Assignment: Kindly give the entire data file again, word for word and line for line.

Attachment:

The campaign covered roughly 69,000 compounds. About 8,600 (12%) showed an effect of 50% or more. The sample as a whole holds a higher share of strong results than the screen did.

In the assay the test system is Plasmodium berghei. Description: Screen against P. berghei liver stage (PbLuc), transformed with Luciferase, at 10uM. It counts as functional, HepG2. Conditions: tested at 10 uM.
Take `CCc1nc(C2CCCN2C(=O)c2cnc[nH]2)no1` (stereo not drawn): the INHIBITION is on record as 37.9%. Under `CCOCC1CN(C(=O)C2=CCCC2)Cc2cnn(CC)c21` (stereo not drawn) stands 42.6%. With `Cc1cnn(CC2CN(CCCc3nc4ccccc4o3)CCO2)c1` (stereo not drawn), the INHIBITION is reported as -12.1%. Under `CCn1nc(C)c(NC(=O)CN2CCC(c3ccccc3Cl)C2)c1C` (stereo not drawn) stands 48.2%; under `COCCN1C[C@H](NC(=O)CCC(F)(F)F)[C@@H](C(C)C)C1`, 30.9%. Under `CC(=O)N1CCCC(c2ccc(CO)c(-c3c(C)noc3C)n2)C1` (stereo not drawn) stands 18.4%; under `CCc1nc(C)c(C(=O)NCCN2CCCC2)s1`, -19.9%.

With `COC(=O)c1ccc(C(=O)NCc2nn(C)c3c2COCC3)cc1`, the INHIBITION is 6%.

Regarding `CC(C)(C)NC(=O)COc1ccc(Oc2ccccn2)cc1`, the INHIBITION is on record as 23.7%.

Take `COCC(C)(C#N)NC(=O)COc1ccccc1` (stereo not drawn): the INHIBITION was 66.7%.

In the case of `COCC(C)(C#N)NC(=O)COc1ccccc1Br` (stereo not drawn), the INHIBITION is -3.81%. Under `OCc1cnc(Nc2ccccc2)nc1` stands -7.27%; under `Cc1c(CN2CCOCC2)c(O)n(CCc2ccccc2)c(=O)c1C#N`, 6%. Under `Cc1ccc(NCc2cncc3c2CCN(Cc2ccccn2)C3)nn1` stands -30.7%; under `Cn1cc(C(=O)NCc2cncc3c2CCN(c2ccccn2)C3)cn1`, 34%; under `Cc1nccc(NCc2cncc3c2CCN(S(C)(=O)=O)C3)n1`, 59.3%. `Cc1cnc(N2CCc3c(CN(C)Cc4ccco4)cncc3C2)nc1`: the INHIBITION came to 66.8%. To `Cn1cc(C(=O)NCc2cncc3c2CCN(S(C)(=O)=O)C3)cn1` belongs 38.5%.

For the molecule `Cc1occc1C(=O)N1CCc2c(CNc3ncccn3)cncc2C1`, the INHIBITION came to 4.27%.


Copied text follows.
The campaign covered roughly 69,000 compounds. About 8,600 (12%) showed an effect of 50% or more. The sample as a whole holds a higher share of strong results than the screen did.

In the assay the test system is Plasmodium berghei. Description: Screen against P. berghei liver stage (PbLuc), transformed with Luciferase, at 10uM. It counts as functional, HepG2. Conditions: tested at 10 uM.
Take `CCc1nc(C2CCCN2C(=O)c2cnc[nH]2)no1` (stereo not drawn): the INHIBITION is on record as 37.9%. Under `CCOCC1CN(C(=O)C2=CCCC2)Cc2cnn(CC)c21` (stereo not drawn) stands 42.6%. With `Cc1cnn(CC2CN(CCCc3nc4ccccc4o3)CCO2)c1` (stereo not drawn), the INHIBITION is reported as -12.1%. Under `CCn1nc(C)c(NC(=O)CN2CCC(c3ccccc3Cl)C2)c1C` (stereo not drawn) stands 48.2%; under `COCCN1C[C@H](NC(=O)CCC(F)(F)F)[C@@H](C(C)C)C1`, 30.9%. Under `CC(=O)N1CCCC(c2ccc(CO)c(-c3c(C)noc3C)n2)C1` (stereo not drawn) stands 18.4%; under `CCc1nc(C)c(C(=O)NCCN2CCCC2)s1`, -19.9%.

With `COC(=O)c1ccc(C(=O)NCc2nn(C)c3c2COCC3)cc1`, the INHIBITION is 6%.

Regarding `CC(C)(C)NC(=O)COc1ccc(Oc2ccccn2)cc1`, the INHIBITION is on record as 23.7%.

Take `COCC(C)(C#N)NC(=O)COc1ccccc1` (stereo not drawn): the INHIBITION was 66.7%.

In the case of `COCC(C)(C#N)NC(=O)COc1ccccc1Br` (stereo not drawn), the INHIBITION is -3.81%. Under `OCc1cnc(Nc2ccccc2)nc1` stands -7.27%; under `Cc1c(CN2CCOCC2)c(O)n(CCc2ccccc2)c(=O)c1C#N`, 6%. Under `Cc1ccc(NCc2cncc3c2CCN(Cc2ccccn2)C3)nn1` stands -30.7%; under `Cn1cc(C(=O)NCc2cncc3c2CCN(c2ccccn2)C3)cn1`, 34%; under `Cc1nccc(NCc2cncc3c2CCN(S(C)(=O)=O)C3)n1`, 59.3%. `Cc1cnc(N2CCc3c(CN(C)Cc4ccco4)cncc3C2)nc1`: the INHIBITION came to 66.8%. To `Cn1cc(C(=O)NCc2cncc3c2CCN(S(C)(=O)=O)C3)cn1` belongs 38.5%.

For the molecule `Cc1occc1C(=O)N1CCc2c(CNc3ncccn3)cncc2C1`, the INHIBITION came to 4.27%.